A force stuck Cadi from the side, and she fell to the street, hitting her hand wrong. Before she could get her bearings together, a hand went over her mouth and someone yanked her to her feet and pulled her into an alley. Cadi slipped her dagger from and sheath and struck at her attacker. The person cursed, and warm blood coated Cadi's fingers. Grimacing, Cadi took advantage of the person's surprise and ran for the street. A hand grabbed Cadi's cloak and yanked her back. Her attacker cursed again.
Cadi struck the man again, and he fell. “Who sent you?” Cadi said, but she knew the answer.
“The Baron wants you back, girl. And he will get you back.”
Trembling, Cadi stumbled away from the body, breaking into a sprint and running for the ship.
The Second Chance looked ready to leave when Cadi got there. She ran up the gangplank, finally remembering to sheath her dagger.
“Cadi!” Captain Mel pulled away from where she was speaking with several merchants. Knowing that ignoring your captain was never a good idea, Cadi turned towards Captain Mel. “Are you okay?” the captain asked, coming towards Cadi.
“You're covered in blood.”
“You look like you've seen a ghost.”
“You don't have your satchel.”
“Cadilyn Derwynn, you better tell me what happened to you right now or you will no longer have a job.”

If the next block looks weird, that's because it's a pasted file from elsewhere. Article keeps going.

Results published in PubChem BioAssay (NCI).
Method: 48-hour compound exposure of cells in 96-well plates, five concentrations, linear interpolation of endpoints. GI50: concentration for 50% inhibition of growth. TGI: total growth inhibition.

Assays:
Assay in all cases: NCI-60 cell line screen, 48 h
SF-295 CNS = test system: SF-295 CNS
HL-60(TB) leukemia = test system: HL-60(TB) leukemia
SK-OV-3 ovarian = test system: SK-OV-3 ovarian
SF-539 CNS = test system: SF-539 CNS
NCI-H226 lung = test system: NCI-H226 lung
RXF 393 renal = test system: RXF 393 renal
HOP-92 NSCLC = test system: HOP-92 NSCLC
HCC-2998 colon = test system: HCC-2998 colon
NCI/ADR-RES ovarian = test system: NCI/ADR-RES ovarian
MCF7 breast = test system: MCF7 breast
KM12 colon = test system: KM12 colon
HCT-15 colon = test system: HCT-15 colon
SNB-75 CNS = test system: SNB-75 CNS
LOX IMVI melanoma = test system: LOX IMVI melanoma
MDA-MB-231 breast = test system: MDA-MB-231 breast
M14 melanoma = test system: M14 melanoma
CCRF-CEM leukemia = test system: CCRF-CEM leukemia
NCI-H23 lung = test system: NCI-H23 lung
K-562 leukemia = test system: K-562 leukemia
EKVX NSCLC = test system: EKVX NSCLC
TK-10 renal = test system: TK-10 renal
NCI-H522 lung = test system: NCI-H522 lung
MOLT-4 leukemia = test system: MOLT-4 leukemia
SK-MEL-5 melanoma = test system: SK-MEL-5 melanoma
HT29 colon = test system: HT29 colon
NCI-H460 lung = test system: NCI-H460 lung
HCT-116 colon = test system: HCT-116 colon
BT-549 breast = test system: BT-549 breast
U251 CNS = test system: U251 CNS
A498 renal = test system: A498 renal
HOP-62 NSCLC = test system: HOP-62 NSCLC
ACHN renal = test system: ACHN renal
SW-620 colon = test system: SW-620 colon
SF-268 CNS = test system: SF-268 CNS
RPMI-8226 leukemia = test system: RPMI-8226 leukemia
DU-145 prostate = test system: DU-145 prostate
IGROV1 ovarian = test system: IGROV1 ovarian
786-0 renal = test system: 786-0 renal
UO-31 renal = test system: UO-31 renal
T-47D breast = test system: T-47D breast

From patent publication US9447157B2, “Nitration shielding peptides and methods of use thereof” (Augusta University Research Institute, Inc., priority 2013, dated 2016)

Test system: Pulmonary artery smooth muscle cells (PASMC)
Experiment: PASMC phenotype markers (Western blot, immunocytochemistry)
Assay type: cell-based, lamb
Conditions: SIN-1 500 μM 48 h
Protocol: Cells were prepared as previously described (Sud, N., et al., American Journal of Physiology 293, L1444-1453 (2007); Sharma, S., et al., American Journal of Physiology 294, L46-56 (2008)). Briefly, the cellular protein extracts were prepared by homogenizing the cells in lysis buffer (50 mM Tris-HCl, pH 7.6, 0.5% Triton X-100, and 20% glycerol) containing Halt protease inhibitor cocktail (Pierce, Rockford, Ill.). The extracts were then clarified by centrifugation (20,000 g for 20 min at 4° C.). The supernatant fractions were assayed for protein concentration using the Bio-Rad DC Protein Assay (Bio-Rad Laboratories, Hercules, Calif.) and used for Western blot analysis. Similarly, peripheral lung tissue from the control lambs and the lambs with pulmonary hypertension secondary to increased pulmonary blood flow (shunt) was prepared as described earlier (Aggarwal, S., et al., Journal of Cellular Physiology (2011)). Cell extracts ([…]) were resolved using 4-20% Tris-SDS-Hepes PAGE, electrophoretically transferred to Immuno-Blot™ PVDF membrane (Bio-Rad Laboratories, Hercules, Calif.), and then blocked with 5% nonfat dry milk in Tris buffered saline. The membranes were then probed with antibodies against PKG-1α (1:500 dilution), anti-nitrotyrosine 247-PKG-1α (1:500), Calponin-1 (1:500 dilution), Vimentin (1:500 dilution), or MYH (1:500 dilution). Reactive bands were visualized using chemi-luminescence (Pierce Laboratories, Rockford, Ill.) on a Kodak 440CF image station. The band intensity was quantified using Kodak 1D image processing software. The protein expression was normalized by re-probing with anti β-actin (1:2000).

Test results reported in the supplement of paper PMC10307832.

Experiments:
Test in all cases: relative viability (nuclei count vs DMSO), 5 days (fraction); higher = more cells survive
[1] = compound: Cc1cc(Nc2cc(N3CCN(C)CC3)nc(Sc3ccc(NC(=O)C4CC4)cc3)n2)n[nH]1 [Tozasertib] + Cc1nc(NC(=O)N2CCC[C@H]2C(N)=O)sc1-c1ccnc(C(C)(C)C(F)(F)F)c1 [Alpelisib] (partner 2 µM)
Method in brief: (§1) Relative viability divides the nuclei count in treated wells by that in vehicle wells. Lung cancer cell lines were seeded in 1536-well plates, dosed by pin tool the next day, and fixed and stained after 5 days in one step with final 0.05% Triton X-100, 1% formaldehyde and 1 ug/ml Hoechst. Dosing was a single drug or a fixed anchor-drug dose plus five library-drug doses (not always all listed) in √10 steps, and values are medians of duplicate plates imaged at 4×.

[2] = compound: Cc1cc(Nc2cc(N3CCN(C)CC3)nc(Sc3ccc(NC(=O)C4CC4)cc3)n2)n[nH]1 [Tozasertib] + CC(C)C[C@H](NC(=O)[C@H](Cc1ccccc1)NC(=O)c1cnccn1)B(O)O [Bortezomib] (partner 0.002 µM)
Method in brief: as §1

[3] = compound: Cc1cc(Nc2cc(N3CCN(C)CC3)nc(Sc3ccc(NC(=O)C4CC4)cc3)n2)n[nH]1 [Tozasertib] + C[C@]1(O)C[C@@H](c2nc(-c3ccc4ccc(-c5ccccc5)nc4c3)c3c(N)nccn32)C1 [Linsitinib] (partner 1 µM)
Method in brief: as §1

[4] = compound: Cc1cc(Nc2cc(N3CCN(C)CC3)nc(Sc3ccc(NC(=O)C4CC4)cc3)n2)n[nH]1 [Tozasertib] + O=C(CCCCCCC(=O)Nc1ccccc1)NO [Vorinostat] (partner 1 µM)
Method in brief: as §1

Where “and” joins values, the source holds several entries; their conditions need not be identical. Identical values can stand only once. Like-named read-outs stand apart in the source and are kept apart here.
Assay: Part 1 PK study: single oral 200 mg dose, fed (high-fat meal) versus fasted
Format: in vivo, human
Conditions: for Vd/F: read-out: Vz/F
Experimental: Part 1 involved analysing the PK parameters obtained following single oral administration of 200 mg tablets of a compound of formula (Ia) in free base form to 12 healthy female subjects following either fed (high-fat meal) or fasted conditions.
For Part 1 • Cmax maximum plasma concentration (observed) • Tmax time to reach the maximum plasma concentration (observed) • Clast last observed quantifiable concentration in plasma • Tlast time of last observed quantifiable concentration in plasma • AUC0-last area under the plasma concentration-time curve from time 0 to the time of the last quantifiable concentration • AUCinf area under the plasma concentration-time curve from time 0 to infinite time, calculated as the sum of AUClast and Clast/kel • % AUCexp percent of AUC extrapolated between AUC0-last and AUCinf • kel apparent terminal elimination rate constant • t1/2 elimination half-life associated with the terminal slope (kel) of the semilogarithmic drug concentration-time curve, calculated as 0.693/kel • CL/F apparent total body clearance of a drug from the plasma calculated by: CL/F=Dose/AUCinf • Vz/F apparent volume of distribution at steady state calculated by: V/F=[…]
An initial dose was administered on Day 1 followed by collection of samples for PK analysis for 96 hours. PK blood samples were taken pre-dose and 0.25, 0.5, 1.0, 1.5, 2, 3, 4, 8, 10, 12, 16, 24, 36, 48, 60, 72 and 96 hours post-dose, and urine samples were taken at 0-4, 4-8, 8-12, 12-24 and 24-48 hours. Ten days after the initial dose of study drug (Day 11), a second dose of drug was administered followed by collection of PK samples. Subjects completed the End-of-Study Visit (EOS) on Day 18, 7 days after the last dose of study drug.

“I was attacked.”
“It's obviously more than that.”
“The Baron is looking for me again. He's one port over.”
“And who attacked you?”
“Cadi...” Captain Mel glanced around, then guided her belowdecks.
“I'm fine, Captain,” Cadi protested.
“No, you aren't. You're covered in blood and quite obviously in shock.”
“The Baron sent that man who attacked me, Captain. The man said that the Baron wanted me back.”
“You need to rest, Cadi. I'll have someone wake you if we need you.”
Cadi nodded numbly, and allowed Captain Mel to help her find her hammock.
Cadi lay awake long after Captain Mel left, staring up at the ceiling. Her last thought, before sleep claimed her, was of her attacker's words.
The Baron wants you back, girl. And he will get you back.
******“Derwynn.” The familiar voice of the First Mate woke Cadi.
“What is it?” Cadi asked sleepily.
“The Captain sent this for you.” The first mate thrust something at Cadi as she sat up.
“Thanks,” Cadi mumbled. The first mate nodded, then left. Cadi looked down at what he had given her. It was a parchment scroll, spattered with blood. Cadi unrolled it. The top half was covered in an intricate drawing of a young woman. A young woman who was quite obviously Cadi. On the bottom half, in large words, it said:
THE BARON IS WILLING TO PAY GENEROUSLY FOR HER, ALIVE AND UNHARMED.
LAST SEEN IN PORT PLYMOUTH, ON A SHIP CALLED THE SECOND CHANCE.